Thursday, June 23, 2016

Newfound Gap to Hot Springs---207 to 274 miles

June 20, 2016

I slept in until 7:30am and had the hotel breakfast of raisen bran, OJ, bagel with cream cheese and jam with frequent cups of coffee. I caught up with my AT adventures on this blog, before I headed out for the hitch up to Newfound Gap some 15 miles east.

I walked to the edge of town right across from the NOC outfitters shop where I had gotten a resupply the night before with Kaley and Richard. I started hitching at about 10:45am and got a ride within 15 minutes.

Bless the trail Angels. Lloyd and Maria were just returning to Georgia after delivering about 3/4 tons of honey to several of the retailers in Gatlinburg. They said they packaged some with the retailers label and some with theirs.

Lloyd said that he and Maria first met over an Internet dating site about 12 years ago and have been married for the past 10 years. She is a retired meteorologist from Mexico City and will soon take her US Citizenship test to become an American citizen.

Lloyd had grown up around this area and had hiked a lot of the Appalachians including a lot of portions of the AT. As far as the beekeeping business, he has about 1,000 colonies of bees and each colony has 30,000 bees. His colonies are stationary at various farms and he has several types of honey based on what type of plants the bees are located in ranging from cotton, fireweed, melon, berry, and so on. Since the bees are dormant during December and January, they use that time to travel usually to Mexico City to visit Maria's relatives. Here they are at the Newfound Gap parking area after getting me there with a short pause for me to photograph a wild turkey along side the road.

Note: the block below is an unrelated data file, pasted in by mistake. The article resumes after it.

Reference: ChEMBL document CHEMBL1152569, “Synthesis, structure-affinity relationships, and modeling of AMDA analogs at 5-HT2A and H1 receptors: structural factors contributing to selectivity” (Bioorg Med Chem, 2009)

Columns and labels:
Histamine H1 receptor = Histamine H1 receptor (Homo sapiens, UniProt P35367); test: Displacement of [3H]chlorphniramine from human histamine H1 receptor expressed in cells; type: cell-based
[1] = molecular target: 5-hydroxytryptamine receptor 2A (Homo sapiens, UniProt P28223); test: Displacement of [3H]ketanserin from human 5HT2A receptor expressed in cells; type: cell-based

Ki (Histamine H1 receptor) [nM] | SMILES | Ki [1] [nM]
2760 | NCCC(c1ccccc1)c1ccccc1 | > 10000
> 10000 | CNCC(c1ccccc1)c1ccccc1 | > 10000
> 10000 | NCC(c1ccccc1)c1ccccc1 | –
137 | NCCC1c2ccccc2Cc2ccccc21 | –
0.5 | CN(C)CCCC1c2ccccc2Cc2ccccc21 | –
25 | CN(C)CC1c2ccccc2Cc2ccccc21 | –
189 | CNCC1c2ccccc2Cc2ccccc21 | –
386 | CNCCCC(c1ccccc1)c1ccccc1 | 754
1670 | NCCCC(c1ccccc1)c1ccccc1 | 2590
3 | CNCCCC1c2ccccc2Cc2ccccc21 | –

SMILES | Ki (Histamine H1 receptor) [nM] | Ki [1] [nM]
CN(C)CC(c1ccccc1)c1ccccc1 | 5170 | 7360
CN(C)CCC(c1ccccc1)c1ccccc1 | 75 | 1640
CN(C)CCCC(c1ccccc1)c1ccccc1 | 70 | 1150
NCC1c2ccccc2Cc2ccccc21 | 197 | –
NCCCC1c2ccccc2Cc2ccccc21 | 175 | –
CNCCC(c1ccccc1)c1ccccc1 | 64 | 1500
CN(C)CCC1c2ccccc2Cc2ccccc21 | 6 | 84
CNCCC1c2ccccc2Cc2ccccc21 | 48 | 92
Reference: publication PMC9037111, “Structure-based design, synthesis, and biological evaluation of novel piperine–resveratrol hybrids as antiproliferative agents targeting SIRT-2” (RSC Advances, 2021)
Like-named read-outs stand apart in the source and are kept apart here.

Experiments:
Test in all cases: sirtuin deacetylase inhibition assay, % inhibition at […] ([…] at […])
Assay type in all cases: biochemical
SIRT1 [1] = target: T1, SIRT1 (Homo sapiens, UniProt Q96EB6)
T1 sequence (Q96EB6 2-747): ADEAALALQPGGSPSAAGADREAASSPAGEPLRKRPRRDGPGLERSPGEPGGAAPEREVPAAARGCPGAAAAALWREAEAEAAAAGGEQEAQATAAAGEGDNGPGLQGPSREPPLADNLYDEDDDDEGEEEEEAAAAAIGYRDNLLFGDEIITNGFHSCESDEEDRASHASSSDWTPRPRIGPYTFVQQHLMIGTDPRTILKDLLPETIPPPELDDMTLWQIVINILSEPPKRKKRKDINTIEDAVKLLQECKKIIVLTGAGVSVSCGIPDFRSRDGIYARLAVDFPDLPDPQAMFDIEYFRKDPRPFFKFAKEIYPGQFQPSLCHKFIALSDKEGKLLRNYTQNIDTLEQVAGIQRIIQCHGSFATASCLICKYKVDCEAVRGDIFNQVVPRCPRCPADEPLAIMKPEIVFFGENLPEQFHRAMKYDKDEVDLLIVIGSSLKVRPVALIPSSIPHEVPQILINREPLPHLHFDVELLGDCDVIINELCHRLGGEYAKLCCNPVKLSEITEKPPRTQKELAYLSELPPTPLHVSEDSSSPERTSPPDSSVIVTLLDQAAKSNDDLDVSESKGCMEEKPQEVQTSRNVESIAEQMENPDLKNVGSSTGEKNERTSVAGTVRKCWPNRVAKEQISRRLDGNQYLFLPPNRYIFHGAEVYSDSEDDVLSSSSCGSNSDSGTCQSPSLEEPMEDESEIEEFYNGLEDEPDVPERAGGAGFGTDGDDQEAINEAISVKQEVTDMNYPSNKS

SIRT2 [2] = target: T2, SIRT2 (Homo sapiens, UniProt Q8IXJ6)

I started up the AT about 11:45 at milepost 207.1. There were more day hikers both heading out and returning on this trail than I had ever seen before. Almost all of them went to visit the Charles Bunion viewpoint some 4 miles from Newfound Gap.

While walking I found a young guy was keeping pace with me so we talked along the way. After graduating from college, Quincy became a general aviation flight instructor with both single engine and twin engine airplanes both VFR and instrument rated. One of his most exciting flight adventures occurred in the Moab, Utah area. He had just dropped off four sky divers from his Cessna and was returning to the airport when his engine went out. He was at just 1,500 feet and barely had time to locate an emergency landing spot. He successfully landed the plane without crashing, the right wheel support came off and slashed a bit of the side of the airplane as well as the right aileron. He had no injuries and they were able to repair the plane. Apparently the accident results are still pending with the NTSB. He said that in landing the plane, his training just kicked in and his actions to land the plane as he did played out as planned. He is hoping some day to fly commercial planes instead of staying as a flight instructor. When I learned how to fly Cessna 150s and 172s I remembered that most of my flight instructors were young like him and wanted to become commercial pilots as well.